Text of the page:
Although I'm a big fan of Halloween, I won't be giving you the finer points this week about great wine pairings with candy corn. In fact, I think it's time to begin to think about the holidays, replete with traditions, great food ... and wine. The search for the perfect gifts for the wine wonks in your life can be lots of fun. It's never too early to be thinking about great gifts. Given the plethora of gift ideas, I start my list in January for the end of the year. With much enthusiasm, I offer my Uncorked 2005 gift-giving guide for wine wonks.
Books are perhaps the wonk's favorite gift. As wine's popularity continues to grow, an increasing number of helpful guides and tutorials about wine and the various nuances within should be considered. Looking for something for a beginner? Kevin Zraly's Windows on the World Wine Course (2006 edition), Great Wines Made Simple by Andrea Immer and The Wine Bible by Karen McNeil are great choices.
For more advanced oenophiles, look for Elin McCoy's biography of Robert Parker in The Emperor of Wine or the offerings of Parker on wines of Bordeaux or the Rhone Valley.
If you know someone who's looking for a tool for shopping, Hugh Johnson's annual Pocket Wine Book is one of a number of handy books for trips to the wine store. For those who are more tech-savvy, The Wine Spectator offers a paid subscription service that can be downloaded to a cell phone.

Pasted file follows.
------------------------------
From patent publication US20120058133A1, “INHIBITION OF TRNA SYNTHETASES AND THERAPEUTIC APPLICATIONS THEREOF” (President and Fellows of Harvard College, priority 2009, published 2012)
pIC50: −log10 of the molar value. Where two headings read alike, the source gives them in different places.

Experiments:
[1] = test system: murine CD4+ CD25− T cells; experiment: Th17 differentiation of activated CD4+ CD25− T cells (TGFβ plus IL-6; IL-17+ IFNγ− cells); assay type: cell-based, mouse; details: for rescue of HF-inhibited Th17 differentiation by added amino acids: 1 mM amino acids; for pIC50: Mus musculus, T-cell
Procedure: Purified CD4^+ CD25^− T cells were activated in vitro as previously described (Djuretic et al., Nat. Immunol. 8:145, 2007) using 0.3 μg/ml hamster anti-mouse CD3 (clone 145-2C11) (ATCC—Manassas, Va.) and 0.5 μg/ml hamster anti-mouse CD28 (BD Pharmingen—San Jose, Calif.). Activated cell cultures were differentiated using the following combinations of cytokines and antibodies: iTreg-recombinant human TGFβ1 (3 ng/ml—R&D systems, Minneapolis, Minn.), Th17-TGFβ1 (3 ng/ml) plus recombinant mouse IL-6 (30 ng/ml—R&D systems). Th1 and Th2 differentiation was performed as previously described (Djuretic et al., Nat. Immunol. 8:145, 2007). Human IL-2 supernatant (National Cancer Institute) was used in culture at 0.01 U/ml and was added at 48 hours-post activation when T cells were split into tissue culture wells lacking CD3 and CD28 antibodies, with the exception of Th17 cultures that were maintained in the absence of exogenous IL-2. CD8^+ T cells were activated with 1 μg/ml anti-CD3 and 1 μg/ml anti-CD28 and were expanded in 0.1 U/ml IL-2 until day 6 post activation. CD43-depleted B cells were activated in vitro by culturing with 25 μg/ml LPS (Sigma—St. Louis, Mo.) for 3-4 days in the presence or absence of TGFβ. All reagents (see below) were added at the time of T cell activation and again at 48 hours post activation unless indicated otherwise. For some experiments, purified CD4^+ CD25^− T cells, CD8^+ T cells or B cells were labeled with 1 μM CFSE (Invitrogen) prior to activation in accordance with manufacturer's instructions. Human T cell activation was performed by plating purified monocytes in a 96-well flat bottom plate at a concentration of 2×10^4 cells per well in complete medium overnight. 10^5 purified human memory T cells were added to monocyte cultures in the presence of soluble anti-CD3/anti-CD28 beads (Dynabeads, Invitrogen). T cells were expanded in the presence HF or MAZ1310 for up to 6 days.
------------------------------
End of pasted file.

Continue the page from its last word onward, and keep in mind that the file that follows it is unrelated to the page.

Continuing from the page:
Think about wine accoutrements, too — the customized collections of wine stemware, corkscrews, themed clothing and housewares, and stocking stuffers like wine tags and label removers. Less is more when it comes to these items. One of my favorite gifts to give and receive are the cool neoprene wine bags from Built NY for those BYO occasions. These and other handy gift ideas can be found at wineenthusiast.com. Quality stemware is another, especially a couple of Spiegelau or Riedel glasses.
Finally, if you are completely stumped, don't overlook the simple gift of wine itself. What wine lover doesn't have a "wish list" of wines they'd love to try — or let age for drinking on a special occasion? Next time you're in a wine store together, pay attention to what catches her or his eye. Make note of a few of these choices, and you'll be cherished. In case you're wondering, my lengthy list includes champagnes from 1990 and 1996. Happy shopping!
CONTACT AMY SIMMONS: letters(at)citybeat.com